Kale is one of the least understood, most versatile veggies I know. People often have the misconception that it is strong or bitter in flavor, but I have found it to be very mild. In fact, I like to use it as a nutrition booster in many of the meals I make. It's flavor is an easy add to sauces, egg dishes, pasta, soups, shepherd's pie, meatloaf, the list goes on...It is also very easy to store. Just harvest, rinse and remove leaves from the stem. Chop into serving size pieces and blanch for two minutes in boiling water, then drain. Dunk in ice water to stop the cooking process, drain. Add to a vacuum sealed bag or freezer bag and into the freezer it goes. Add it directly to dishes from the freezer.
For more tips on growing, harvesting, and preparing peas and kale, plus some great recipes...check out Growing Food: A Guide for Beginners.
Oh and one last you are so cool, thanks for loving our podcast so much, mad props back atcha kind of thing...Pamela Price has always been one of my faves to follow on Twitter (@redwhiteandgrew) and on her blog, Red White and Grew. Yesterday, though, she transcended into Good Enough Gardening Hall of Fame with the spectacular review she wrote about our podcast for the San Antonio Express-News online. Go on over there and leave her a nice comment...she looooves to chat with people who read her column!
Alrighty people, the next 'cast will be up on Monday, or sooner if it rains...cause after all, this is Good Enough Gardening.
Chatty garden commentary on seed use year round, how to save money when buying seeds and seed viability.
This is the time of year when plants start growing and blooming at supernatural rates...and I absolutely love it! Each day brings a new surprise...and I spend my time in a perpetual state of excitement and anticipation. Which is funny when you think about it...I mean, I am the one who planted all of these plants...so theoretically, I know they will be popping up. But, just like a dog that is excited every time her owner returns, I stand at the beds, panting and drooling, as my beloveds return.
Spring always brings the most amazing scents. Right now, the lilacs in my neighbor's yard are blooming. They have a giant hedge of them, beautiful colors, right along the property line. And, if you listened to our first Good Enough Gardening podcast, you know that I am happy to enjoy those that cross over to my side. Because although I absolutely love them when in bloom...lilacs just don't do much when bloom time is over.
Portland is the city of Rhodendendrons and mine are just getting started. I inherited a stand of them. This is another shrub that is completely unremarkable when not in bloom...but hey, they came with the property, so I will leave them be for now. I think the flowers are absolutely gorgeous, but am always disappointed that they have no scent.
Last year, I bought Alstroemeria...actually, I bought it in the fall, my favorite time to buy and plant perennials. And though I think they are overused in floral arrangements in general, I bought a different variety than the standard one seen in grocery stores everywhere. I couldn't believe how it had suddenly sprung into action! Take a look...and take a listen to this week's podcast to hear my opinions about the name of this plant...
Finally, my beautiful hellebores are in bloom...why so late? Who knows...and I am not looking a gift horse in the mouth. These beauties are green with fuschia flecks and are blooming right in front of a fuschia azelia...spring perfection!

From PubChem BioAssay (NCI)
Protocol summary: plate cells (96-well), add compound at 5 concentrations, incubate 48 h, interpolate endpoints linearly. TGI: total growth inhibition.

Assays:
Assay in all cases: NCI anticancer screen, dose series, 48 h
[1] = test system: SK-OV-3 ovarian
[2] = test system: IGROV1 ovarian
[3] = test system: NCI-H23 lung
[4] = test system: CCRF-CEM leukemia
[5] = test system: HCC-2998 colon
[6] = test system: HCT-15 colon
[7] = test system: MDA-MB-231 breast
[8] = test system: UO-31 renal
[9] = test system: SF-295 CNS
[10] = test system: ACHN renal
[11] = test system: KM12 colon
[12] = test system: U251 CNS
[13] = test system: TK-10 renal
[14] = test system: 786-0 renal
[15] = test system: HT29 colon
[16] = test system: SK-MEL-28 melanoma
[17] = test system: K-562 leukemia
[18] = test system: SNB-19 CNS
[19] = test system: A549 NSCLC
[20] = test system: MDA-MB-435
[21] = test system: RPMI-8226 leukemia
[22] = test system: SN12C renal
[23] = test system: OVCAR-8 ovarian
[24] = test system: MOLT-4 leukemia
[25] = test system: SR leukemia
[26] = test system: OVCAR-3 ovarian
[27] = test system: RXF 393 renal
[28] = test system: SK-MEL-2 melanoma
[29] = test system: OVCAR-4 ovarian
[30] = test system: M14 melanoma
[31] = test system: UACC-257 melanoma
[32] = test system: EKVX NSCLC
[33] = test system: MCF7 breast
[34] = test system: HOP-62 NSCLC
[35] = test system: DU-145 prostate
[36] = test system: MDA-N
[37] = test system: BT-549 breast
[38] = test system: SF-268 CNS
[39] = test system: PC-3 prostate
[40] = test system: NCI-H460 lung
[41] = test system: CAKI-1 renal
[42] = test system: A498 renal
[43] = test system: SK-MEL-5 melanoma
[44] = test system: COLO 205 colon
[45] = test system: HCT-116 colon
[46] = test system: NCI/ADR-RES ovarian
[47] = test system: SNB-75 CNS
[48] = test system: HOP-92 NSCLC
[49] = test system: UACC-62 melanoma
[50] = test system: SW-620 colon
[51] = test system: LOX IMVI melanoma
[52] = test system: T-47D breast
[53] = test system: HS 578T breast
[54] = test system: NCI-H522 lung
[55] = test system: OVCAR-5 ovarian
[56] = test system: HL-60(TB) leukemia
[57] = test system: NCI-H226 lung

Our next podcast will be out in the next couple of days...load it up on your iPod and take it out to the garden...let us keep you company while you dig in the dirt! In the mean time, come on over to our our Good Enough Gardening Facebook page and see what's happenin'...
Let's see, we talk about lovage, borage, astronauts, bonnie bell, tomatoes... Keep in mind that we are not professionals folks.Next week, Jean Ann will have a better mic so she doesn't sound like she is sitting behind me.Download Good Enough Gardening-Volume 1
I'm not much of a front yard gardener. I mean, I do it, natch but- I prefer the more private setting of the back yard. Everyone walking by has something dumb to say when I'm working in my front yard-
Them: "Hey, want to come over to my house next?"
Me "Absolutely, I'm $75 an hour. What's your address"
Them: running away
So we're getting geared up for this podcast this week, are you getting geared up to listen?
We would love to know! As we prepare to roll out our podcast, Amanda Thomsen of Horticulture's Kiss My Aster and I want to be sure you know that we are very interested in learning all about what's happening in your gardens. We are working on adding a social component to our site that will let you do just that, so please be patient with our efforts. Remember, this is good enough gardening, not perfect gardening...or blog design for that matter!
You may have been reading over at Gardener to Farmer that my neighbor Liz and I are yardsharing and we will be planting out some of the goodies we have grown in the greenhouse, as well as direct sowing some veggies this weekend. Though it is past the frost free date in Portland, we have a long cool spring so heat loving veggies like tomatoes, eggplants, cucumbers, squash, and beans won't go out for a while yet. But, broccoli, cauliflower, peas, lettuce, carrots, kale, mustard and chard are looking lovely! So are the tiny leeks we transplanted.
Sadly, I still haven't gotten around to planting potatoes. Though I noticed a few in the cupboard that had sprouted, so I think I will plant those. Well, we do the best we can, don't we?
Amanda and I will have our first podcast up by the end of the week and are looking forward to hearing from you! Stay tuned for more information!
Hi there! I am Jean Ann Van Krevelen, garden author and social media subversive and you have reached the home page of the soon to be podcast: Good Enough Gardening. Joining me is Amanda Thomsen (AKA Kiss My Aster). She'll be posting up a bunch of content here soon...and once you get her talking...
In the meantime, enjoy this video, produced by my good friend Rebecca Gerendasy at Cooking Up a Story.